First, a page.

Finding My Great Great Grandmother in London, England
By Brian Chamberlain
Brian will speak on his great-great-grandmother, Maria Matilda Snooks. The talk will look at research done to find her here in Canada and where she came from in England, using various techniques, sources and Ancestry.com.
About the Speaker
Brian Chamberlain was born into a military family in Barrie, Ontario. In 1967, he moved to Ottawa in 1967 and has lived here ever since. He graduated from Algonquin College twice, first in Business and later in Records Management. His genealogy research began when he inherited a family genealogy for the McKenzie family. Brian is now working on writing his family history.
The location is Library and Archives Canada, 395 Wellington Street, Ottawa, Ontario. Visitors are welcome. Free admission.
Wednesday, 11 June 2014
Transcriptions of records of civil registration of Ontario births are now available free at FamilySearch.org. The collection runs to 1912, Ancestry.ca has an extra year and also links to images of the original. FamilySearch makes no reference to Ancestry so this appears to be an independent transcription. If you couldn't find an expected registration on Ancestry check this version as maybe there was an indexing error.
Tuesday, 10 June 2014
A report: Vision 2017: The Future of the Canadian Archival Community: The Canadian Archives Summit: Conclusions, Observations and Possible Next Steps (pdf) authored by Sean Berrigan, Marianne McLean and Jan Michaels, dated May 2014 has now been issued by the organizers of last January's Summit.
The report is part of an ongoing process; it contains the notice that it includes "recommendations and opinions that have been provided by the authors. The report is not approved by the Summit Organizers and should not be treated as such. It is meant to stimulate and encourage ongoing discussions."
This reflects the finding that: There was general consensus that while there is a need for a new vision and blueprint, there was not a clear understanding of what was needed, what its shape or composition should be and how to get there.
Clearly more work is needed, reflected in the presence of 64 question marks in the document compared to 122 sentence ending periods!
Monday, 9 June 2014
You likely remember the fable about the mouse that suggested tying a bell around the cat's neck so that when it was on the prowl they would be warned. The only problem was finding a volunteer to tie the bell -- a good idea in theory, troublesome in practise.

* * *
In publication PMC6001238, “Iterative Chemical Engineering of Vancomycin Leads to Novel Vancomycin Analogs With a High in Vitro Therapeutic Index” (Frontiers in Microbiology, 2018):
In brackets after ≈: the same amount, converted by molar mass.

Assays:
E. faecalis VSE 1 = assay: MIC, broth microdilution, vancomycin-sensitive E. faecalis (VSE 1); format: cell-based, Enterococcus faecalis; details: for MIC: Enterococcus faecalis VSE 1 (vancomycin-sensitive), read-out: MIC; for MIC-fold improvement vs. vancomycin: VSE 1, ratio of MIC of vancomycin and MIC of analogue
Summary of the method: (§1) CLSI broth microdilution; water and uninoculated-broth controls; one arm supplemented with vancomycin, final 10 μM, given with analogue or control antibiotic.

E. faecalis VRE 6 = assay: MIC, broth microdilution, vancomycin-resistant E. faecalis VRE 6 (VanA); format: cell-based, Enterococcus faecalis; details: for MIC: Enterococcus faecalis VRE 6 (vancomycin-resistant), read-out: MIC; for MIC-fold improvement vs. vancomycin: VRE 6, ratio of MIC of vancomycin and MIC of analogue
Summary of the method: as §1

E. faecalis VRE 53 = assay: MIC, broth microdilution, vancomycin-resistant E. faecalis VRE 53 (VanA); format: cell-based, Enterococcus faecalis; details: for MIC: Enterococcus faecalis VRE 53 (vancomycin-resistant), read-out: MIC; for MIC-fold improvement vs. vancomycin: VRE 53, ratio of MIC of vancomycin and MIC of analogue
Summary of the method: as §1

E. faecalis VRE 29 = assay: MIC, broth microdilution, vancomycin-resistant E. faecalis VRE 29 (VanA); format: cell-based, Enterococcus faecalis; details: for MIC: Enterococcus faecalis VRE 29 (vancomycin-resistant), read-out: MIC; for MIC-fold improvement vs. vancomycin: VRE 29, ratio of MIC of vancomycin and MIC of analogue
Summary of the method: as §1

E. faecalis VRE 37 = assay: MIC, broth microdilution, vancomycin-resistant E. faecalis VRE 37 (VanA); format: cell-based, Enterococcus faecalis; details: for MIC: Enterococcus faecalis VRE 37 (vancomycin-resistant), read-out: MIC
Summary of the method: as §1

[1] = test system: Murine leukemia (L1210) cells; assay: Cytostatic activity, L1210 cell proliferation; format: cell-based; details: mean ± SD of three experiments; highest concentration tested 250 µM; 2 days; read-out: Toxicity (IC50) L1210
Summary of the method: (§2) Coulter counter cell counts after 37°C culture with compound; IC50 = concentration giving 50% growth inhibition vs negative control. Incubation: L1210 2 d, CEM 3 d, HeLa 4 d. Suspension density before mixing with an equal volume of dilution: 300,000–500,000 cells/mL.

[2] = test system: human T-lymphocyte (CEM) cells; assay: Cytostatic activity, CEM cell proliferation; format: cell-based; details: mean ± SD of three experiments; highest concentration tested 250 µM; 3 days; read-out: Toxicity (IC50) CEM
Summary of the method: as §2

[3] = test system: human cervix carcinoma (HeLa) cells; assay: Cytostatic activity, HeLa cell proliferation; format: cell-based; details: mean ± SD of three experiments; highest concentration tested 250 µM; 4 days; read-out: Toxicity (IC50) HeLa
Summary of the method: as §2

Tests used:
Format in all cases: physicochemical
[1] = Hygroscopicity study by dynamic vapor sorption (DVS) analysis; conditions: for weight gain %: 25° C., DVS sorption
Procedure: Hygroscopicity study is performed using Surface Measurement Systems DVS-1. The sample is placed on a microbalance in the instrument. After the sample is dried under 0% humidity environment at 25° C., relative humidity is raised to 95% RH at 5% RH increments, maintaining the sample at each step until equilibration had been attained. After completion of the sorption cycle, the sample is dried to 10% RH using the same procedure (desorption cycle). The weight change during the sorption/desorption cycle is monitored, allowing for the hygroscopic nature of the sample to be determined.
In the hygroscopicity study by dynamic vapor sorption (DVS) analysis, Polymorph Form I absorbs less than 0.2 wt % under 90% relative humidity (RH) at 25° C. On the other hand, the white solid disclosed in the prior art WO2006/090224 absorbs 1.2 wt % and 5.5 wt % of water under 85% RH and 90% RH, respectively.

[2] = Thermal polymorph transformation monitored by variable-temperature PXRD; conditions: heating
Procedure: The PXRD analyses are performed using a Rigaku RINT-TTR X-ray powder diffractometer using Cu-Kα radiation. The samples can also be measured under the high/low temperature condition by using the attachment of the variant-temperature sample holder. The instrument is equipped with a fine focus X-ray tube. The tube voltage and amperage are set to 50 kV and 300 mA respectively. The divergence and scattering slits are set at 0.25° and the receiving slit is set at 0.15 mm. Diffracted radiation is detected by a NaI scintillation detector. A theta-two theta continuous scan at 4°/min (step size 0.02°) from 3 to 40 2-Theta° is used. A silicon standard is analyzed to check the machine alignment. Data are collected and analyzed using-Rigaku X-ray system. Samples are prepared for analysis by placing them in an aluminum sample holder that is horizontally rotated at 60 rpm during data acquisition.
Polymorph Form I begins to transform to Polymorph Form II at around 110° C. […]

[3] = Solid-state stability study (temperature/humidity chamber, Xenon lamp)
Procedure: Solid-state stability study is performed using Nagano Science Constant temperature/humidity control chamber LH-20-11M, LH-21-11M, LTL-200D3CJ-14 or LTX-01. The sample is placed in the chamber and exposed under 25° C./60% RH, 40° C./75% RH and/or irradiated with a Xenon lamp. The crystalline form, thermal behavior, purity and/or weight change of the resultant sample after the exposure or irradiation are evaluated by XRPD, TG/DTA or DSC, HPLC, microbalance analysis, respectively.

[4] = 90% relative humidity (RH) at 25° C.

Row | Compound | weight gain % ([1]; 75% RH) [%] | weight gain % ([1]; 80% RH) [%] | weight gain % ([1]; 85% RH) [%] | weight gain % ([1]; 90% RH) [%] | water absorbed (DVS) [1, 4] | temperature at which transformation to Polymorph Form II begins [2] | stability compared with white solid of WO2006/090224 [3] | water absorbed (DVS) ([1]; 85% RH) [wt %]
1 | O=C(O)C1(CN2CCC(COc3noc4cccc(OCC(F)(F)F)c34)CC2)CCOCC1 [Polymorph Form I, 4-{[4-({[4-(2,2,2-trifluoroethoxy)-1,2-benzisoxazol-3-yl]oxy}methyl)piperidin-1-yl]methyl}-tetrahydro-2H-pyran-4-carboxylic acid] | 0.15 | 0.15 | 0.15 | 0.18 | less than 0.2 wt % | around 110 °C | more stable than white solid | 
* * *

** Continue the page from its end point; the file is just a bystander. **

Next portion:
That came to mind on Friday when I was listening to Blaine Bettinger's streamed presentation from the Southern California Genealogical Society Jamboree "DNA and the Genealogical Proof Standard." Blaine posed the question of how much by way of resources, financial and time, were implied by the GPS requirement to conduct a reasonably exhaustive search. In the case of DNA where a client may be looking for an answer in a couple of months, but it's impractical to complete a DNA test in that time, what do you tell a client? Given that the average non-paternity rate is maybe 1 or 2 percent per generation, and maybe you're looking back 5 generations, is the 5 to 10 percent possibility of non-paternity which could be detected by DNA tests enough to preclude you claiming your research meets the GPS?
Sunday, 8 June 2014
It may not be available for very long so for those interested I recommend priorizing a visit to http://new.livestream.com/wab/scgs-embed and Bennett Greenspan's Southern California Genealogical Society Jamboree presentation The Future of Genetic Genealogy.
I'd not intended listening to Maurice Gleeson's talk streamed from the Southern California Genealogical Society Jamboree Researching your Irish ancestry online & at minimal cost but found myself doing so as he's entertaining as well as knowledgeable. With over 100 slides for the 60 minute presentation he wasn't able to do justice to them all. There was material new to me. Slides for that and his other presentations are at http://dnaandfamilytreeresearch.blogspot.ca/p/presentations-downloads.html
If your summer plans include being in the Toronto area consider attending the 5th annual One World-One Family family history conference to be held on Sat. Aug. 23, 2014 from 9 a.m. - 4:30 p.m. at 10062 Bramalea Rd. The program includes: